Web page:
Tarentino’s shimmering night paintings depict houses, yards and gardens illuminated by artificial lights hung on solitary ornamental trees. Carefully drawn, the masked geometric shapes create containers for less controlled, unruly painterly approaches such as pouring and pooling. The dark images, laced with silver metalic pigment, evoke a
palpable sense of longing and loneliness as they emerge from the blackness. An assistant professor at
Brown University, Tarentino is working toward several shows, including a
2014 solo at Mixed Greens in New York.
[Image above: Leigh Tarentino, untitled, 2013, acrylic on panel, 24 x 30 inches.]
Like Tarentino, RISD professor Duane Slick relishes controlled and thoughtful application of paint. From raw canvas to thick, clay-like surfaces, Slick creates multilevel images in red, black and white. While a 2010 research fellow at the Indian Arts Research Center in Santa Fe, Slick spoke of his paintings and their relationship to his Native American heritage:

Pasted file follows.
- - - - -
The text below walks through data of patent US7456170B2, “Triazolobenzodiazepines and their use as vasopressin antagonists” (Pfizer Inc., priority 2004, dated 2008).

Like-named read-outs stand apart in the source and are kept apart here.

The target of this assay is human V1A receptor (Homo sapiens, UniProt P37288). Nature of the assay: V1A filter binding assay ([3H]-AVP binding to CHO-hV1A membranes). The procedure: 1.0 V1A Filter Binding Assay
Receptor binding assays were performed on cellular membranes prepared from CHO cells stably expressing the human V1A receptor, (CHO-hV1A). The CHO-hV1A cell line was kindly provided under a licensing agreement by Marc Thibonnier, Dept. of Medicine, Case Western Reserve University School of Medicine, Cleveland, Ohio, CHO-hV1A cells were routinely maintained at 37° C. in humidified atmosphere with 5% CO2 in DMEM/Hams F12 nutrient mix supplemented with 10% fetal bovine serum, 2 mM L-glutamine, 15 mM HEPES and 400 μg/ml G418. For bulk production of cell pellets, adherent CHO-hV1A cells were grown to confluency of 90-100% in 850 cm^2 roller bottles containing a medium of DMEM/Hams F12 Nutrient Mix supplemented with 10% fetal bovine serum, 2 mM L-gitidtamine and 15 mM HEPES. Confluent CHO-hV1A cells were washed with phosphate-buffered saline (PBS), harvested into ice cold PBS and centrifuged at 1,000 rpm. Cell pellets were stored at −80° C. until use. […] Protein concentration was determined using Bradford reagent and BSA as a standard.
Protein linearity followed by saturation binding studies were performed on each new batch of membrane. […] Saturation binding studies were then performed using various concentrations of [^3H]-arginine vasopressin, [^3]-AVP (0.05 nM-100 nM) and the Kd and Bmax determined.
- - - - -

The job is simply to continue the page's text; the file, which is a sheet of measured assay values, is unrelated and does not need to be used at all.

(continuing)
I am interested in the visual representation of the metaphysical world-view and learning more regarding the visual legacies of pattern, design, and clan symbols. I do not want to limit my research to issues of death and dying, but the evolving social and religious structures in tribal visual arts that mediate and interpret the world around us. I view this research as important in further clarifying and specifying the role of the iconography developing in my work.
“Duane Slick and Leigh Tarentino,” Chazan Gallery at Wheeler, Providence, RI. Through December 11, 2013.
Strassman, Kolodziejczyk, Slick in Boston (2007)
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